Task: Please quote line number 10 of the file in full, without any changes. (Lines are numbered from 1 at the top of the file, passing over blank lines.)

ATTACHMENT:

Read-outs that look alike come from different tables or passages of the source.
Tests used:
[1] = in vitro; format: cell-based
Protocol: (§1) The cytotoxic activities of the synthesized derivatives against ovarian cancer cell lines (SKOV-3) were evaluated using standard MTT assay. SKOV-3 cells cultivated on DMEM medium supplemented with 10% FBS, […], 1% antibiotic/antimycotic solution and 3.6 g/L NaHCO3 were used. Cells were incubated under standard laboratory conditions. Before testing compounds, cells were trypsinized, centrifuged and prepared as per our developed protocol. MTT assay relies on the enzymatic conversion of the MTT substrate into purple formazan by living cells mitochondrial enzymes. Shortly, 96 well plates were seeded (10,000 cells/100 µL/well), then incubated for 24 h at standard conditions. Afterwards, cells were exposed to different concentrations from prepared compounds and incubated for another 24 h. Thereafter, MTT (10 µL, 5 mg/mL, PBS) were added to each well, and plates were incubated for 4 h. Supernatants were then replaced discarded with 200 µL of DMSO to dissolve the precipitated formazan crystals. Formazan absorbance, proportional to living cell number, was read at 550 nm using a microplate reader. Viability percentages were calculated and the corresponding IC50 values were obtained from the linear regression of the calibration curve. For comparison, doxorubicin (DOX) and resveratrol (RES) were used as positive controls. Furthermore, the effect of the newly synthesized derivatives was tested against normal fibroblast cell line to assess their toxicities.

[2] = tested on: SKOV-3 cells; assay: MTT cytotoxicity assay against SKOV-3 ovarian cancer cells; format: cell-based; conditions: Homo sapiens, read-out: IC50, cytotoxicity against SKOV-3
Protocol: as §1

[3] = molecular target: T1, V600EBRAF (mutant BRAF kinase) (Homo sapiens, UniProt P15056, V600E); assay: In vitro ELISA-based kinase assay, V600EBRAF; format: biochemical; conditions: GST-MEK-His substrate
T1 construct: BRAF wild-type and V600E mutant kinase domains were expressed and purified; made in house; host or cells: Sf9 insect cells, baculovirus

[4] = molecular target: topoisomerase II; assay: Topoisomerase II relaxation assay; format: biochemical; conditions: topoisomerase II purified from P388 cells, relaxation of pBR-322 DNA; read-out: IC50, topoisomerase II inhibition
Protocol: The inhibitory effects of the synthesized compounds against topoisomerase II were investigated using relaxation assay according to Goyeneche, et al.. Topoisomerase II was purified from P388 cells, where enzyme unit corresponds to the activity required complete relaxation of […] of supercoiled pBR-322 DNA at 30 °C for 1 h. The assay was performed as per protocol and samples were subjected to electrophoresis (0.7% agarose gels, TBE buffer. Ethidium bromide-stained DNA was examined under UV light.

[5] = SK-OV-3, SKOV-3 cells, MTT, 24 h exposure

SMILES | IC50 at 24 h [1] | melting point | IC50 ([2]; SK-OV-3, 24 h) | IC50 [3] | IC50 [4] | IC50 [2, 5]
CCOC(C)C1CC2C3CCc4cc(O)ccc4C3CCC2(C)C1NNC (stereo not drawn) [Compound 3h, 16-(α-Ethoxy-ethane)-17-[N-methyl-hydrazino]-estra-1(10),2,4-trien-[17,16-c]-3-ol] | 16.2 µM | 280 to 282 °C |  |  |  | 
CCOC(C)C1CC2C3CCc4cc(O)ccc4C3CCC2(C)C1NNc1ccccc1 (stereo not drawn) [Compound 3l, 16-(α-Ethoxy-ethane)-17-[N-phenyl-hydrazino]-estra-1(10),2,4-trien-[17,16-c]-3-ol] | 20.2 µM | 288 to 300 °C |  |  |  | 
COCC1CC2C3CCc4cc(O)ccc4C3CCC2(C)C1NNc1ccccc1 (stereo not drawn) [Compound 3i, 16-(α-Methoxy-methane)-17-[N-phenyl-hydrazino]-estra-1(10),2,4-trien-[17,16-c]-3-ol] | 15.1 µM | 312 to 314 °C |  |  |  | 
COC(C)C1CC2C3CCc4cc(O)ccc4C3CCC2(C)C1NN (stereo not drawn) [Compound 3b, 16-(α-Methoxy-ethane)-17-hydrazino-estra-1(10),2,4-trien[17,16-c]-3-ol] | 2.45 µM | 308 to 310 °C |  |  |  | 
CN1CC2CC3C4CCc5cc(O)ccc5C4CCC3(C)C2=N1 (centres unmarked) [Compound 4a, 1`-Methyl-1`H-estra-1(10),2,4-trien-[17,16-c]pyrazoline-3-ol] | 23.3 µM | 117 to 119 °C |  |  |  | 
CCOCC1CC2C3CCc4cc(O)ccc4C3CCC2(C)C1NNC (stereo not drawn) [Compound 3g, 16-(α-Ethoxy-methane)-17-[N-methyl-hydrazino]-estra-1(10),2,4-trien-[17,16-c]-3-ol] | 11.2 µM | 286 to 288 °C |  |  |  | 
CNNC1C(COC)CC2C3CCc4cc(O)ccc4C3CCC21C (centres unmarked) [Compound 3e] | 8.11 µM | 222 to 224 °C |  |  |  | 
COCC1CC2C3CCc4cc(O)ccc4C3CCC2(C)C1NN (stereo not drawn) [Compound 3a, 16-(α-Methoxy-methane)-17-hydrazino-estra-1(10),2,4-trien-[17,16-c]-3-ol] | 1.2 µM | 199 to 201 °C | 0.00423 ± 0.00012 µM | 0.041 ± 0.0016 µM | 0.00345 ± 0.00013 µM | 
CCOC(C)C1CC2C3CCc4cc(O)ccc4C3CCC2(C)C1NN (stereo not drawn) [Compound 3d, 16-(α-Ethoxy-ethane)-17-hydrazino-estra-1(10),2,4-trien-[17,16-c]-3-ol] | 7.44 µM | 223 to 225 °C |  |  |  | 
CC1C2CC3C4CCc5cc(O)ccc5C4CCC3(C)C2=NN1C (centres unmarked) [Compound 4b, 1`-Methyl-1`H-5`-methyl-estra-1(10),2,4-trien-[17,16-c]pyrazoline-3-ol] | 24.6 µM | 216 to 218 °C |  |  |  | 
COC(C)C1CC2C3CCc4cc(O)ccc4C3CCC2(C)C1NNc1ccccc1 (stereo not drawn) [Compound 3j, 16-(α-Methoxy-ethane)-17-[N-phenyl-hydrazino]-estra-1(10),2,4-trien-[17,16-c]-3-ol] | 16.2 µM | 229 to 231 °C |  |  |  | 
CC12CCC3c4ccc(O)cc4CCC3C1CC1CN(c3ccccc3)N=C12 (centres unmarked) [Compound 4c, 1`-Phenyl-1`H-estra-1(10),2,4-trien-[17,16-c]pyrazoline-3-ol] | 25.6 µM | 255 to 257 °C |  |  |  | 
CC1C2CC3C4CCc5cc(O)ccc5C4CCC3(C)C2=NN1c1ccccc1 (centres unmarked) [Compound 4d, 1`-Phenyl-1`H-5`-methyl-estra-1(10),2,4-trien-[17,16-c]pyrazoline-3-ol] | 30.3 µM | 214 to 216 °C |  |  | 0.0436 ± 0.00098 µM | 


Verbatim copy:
Protocol: The inhibitory effects of the synthesized compounds against topoisomerase II were investigated using relaxation assay according to Goyeneche, et al.. Topoisomerase II was purified from P388 cells, where enzyme unit corresponds to the activity required complete relaxation of […] of supercoiled pBR-322 DNA at 30 °C for 1 h. The assay was performed as per protocol and samples were subjected to electrophoresis (0.7% agarose gels, TBE buffer. Ethidium bromide-stained DNA was examined under UV light.